While the 1980s excavations in the Search for the City succeeded in finding the center of Maryland’s first capital, the rest of the settlement remained to be found. With the assistance of funding from the Maryland State Highway Administration, a more comprehensive survey of the rest of the core area of the city was conducted in the 1990s. One goal was to learn how the earliest roads in the earliest city of the state had developed. Another was to identify all the archaeological sites in the area, ranging from thousands of years old Chesapeake Indian settlements to 17th-century colonial homes and the 18th– and 19th-century dwellings of African Americans.
Using a combination of exploration methods (plowing and collecting surface artifacts, digging small one foot sized Shovel Test Pits every 20 feet, or larger five feet by five feet test units), over 100 acres of land was systematically examined. This revealed a remarkably detailed picture of human activities at St. Mary’s City over millennia with hundreds of separate habitation episodes identified. Among these were a camp site dating back to approx. 8000 B. C., numerous 17th-century buildings, and later domestic and agrarian building sites. The work revealed how St. Mary’s City had grown and a unique city street plan had been laid out to create an impressive capital for Lord Baltimore’s colony. It also showed how, once the government moved to Annapolis, the former capital rapidly declined and became farmland.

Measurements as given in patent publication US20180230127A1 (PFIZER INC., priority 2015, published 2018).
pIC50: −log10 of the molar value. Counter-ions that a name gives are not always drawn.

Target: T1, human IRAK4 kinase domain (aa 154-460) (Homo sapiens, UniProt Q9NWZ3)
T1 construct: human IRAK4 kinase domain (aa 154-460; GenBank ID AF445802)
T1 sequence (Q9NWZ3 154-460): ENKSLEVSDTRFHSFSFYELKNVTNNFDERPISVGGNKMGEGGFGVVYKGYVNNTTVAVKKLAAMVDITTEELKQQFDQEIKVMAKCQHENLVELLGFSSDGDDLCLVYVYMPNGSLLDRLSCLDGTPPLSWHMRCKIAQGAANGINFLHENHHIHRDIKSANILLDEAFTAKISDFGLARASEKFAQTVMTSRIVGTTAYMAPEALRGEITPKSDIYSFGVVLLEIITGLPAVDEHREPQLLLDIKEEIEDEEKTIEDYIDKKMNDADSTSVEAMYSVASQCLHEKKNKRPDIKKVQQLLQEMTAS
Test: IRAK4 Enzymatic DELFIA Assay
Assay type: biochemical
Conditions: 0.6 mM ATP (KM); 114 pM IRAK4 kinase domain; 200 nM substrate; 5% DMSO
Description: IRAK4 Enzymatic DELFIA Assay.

Among the bigger surprises was the discovery of three clusters of buildings dating to the mid-1700s, ca. 1800 and post-1840 times. Each of these clusters seems to have been the homes of enslaved African Americans at St. Mary’s City. Their changing locations and arrangements over the landscape seems to correspond to the three major plantations at St. Mary’s, that of William Hicks (ca.1755-1774), John Mackall (1775-1814) and John Mackall Brome (1840-1887).
Results of the Mattapany Road Survey Project demonstrate that St. Mary’s City is a remarkably rich archaeological site that holds the material records of numerous cultures and peoples dating over thousands of years. The information collected allows us to better understand how people have shaped and used one specific location and its natural resources over a vast span of history. And by knowing where the archaeology is located, we can protect and preserve these unique cultural resources so that future generations can explore and have the opportunity of asking their own questions about the past. These survey findings are summarized in a major report available at selected state repositories in Maryland.